As organizations and utilities seek new sustainable energy solutions to meet carbon reduction goals, microgrids and distributed energy resources (DERs) have emerged as a financially viable and resilient alternative to traditional generation assets and distribution.
Microgrids support system reliability, improve system efficiency, and help delay or avoid investment in new electric capacity, such as peaker plants, substations, transmission lines, energy storage or other infrastructure. Whether connected to the local distribution network system or completely independent and “islanded,” microgrids can transact from a single node to export excess electricity or import imbalances from the surrounding system. Microgrids can continuously power individual buildings, neighborhoods, military bases, or entire cities, even if the surrounding grid suffers an outage.
Unfortunately, while onsite energy production offers a wealth of benefits, it also requires much more planning, engineering and maintenance than a standard utility connection.
Distributed energy projects are made further complicated by the fact that microgrids must be designed to fit the dimensions of the building, the local weather conditions, and to meet the facility's specific needs—be it a small house or a massive research laboratory.
To help meet this engineering challenge, particularly in larger projects, Xendee has released a new update that enables users to create advanced, interconnected microgrid networks from a constellation of smaller microgrids or DERs. Such software with “multi-node” features can support most major technology types, including solar PV, battery storage, hydrogen, hydrokinetic and more.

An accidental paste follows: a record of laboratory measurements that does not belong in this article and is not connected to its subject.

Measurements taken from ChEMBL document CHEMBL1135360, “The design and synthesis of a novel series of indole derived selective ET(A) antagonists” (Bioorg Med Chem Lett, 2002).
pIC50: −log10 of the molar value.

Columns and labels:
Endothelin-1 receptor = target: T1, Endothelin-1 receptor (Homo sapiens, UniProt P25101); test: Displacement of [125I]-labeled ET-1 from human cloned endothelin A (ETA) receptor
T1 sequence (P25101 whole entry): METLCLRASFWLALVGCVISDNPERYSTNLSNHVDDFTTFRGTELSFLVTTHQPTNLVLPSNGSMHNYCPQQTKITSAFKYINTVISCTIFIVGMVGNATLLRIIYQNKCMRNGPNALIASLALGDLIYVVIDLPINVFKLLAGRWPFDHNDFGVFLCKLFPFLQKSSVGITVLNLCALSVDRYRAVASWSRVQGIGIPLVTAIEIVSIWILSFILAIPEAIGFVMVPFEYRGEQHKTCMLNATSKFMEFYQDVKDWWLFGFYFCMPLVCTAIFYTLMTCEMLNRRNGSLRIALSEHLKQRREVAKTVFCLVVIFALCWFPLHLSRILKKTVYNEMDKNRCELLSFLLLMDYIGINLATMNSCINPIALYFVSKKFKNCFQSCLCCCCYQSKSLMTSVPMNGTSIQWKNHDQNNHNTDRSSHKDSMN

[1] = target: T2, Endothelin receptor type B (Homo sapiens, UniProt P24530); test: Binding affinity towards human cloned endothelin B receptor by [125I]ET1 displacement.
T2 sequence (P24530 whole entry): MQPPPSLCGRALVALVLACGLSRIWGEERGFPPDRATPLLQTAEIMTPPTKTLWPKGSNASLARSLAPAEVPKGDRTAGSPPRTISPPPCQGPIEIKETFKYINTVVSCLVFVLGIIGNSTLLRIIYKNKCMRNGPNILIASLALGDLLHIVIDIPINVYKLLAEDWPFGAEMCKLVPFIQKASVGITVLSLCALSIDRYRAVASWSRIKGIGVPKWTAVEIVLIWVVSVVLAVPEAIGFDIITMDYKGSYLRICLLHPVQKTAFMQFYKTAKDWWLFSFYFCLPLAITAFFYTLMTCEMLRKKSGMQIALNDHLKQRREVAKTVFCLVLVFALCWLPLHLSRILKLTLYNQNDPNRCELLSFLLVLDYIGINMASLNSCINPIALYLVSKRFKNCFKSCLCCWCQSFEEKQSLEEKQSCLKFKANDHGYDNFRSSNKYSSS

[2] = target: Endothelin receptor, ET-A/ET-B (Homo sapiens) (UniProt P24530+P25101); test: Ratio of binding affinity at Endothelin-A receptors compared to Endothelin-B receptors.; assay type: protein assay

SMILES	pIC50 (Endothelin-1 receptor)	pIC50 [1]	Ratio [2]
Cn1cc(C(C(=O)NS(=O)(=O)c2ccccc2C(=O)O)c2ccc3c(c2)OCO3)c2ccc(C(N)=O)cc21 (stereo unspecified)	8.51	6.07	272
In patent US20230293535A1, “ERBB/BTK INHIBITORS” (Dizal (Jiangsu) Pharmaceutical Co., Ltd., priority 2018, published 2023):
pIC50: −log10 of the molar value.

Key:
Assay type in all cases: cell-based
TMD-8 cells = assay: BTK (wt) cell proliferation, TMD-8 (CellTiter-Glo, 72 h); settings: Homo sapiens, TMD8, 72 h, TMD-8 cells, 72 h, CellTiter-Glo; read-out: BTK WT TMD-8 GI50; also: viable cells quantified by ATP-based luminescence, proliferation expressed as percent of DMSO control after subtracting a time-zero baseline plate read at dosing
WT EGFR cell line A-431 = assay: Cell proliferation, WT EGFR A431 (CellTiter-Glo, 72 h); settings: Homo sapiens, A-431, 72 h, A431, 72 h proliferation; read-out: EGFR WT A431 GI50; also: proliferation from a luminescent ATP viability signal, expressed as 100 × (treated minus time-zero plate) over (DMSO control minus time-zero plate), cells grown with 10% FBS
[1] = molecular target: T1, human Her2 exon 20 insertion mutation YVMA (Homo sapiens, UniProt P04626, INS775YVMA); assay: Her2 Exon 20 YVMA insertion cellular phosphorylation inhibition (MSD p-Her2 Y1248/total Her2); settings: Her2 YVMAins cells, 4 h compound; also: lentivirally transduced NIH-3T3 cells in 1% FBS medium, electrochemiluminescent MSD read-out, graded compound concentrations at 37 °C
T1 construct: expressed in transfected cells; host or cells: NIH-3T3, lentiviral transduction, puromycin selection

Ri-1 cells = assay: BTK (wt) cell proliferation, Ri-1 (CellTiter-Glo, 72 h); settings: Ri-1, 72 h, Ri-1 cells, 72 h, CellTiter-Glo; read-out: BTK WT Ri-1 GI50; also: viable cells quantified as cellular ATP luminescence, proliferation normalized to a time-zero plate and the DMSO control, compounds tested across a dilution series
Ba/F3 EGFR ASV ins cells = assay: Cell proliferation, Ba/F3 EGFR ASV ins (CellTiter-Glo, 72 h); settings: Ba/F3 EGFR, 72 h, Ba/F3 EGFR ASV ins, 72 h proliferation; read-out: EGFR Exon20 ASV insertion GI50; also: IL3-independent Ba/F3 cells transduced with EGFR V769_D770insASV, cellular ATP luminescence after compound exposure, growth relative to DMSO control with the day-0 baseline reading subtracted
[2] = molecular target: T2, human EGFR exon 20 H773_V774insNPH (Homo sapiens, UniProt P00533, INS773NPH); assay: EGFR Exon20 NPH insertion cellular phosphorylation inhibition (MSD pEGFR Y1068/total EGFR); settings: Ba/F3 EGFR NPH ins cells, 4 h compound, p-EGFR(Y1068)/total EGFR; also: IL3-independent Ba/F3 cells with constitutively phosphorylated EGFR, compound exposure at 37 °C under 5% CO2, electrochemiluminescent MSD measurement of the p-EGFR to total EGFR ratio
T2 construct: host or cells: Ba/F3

Figure 1. Xendee’s multi-node designer utilizes a satellite map of the actual project location. This allows engineers to rapidly add technologies and to establish the actual location of loads and generation assets so Xendee can optimize sizing and placement while minimizing distribution losses.
Multi-node features enable the use of multiple connection points and utilize real-world location data of each point to optimize the final design and investment strategy. This allows for a more realistic model of communities or campuses and provides energy to be generated, used, and transferred most efficiently.
These networks can consider cable length, transformer requirements, power flow, and the losses due to distribution between the nodes. With multi-node, users can simultaneously satisfy energy and power demands for their systems, leverage best-fit architecture, and save time on the design and optimization process.
Multi-node allows each node to essentially act as its own microgrid, with its own connection to the broader energy system and the capabilities of connecting to up to 25 different types of renewable and traditional energy generation sources. The nodes can also be connected directly to building loads, for instance, a large industrial motor.
This allows the software to suggest different functionality methods at particular nodes to help meet high-load portions of the facility. Multi-node can also help users avoid under or oversizing distribution equipment and cut costs by placing energy technologies as close as possible to where it will be consumed. Proximity reduces the costs and efforts needed for transportation and storage.
Figure 2. Xendee’s integrated one-line diagram allows users to study the power flow between nodes, verify loads can be met under peak conditions, and test the system under adverse conditions such as a power outage.
Xendee’s multi-node interface can also be equipped with an additional feature that layers power flow and voltage considerations within a model. With power flow included, models can calculate the optimal energy outputs and investment while also considering power constraints on cables or other electrical equipment. The multi-node feature also provides reporting based on each node’s dispatch, power flow, voltage, network losses, and a system balance table.
This can be used for modeling microgrids within extensive facilities, comparing rooftop and cable-fed field installations, and examining energy input and output demands based on geographic locations.
To learn more about how software solutions like Xendee can help your organization integrate more distributed energy technologies, join us for a live webinar hosted by our co-founder and CTO, Michael Stadler. This webinar will feature an overview of Xendee and an actual design session where Michael will work through a microgrid design and optimization within Xendee. Attendees will also receive a free trial of Xendee.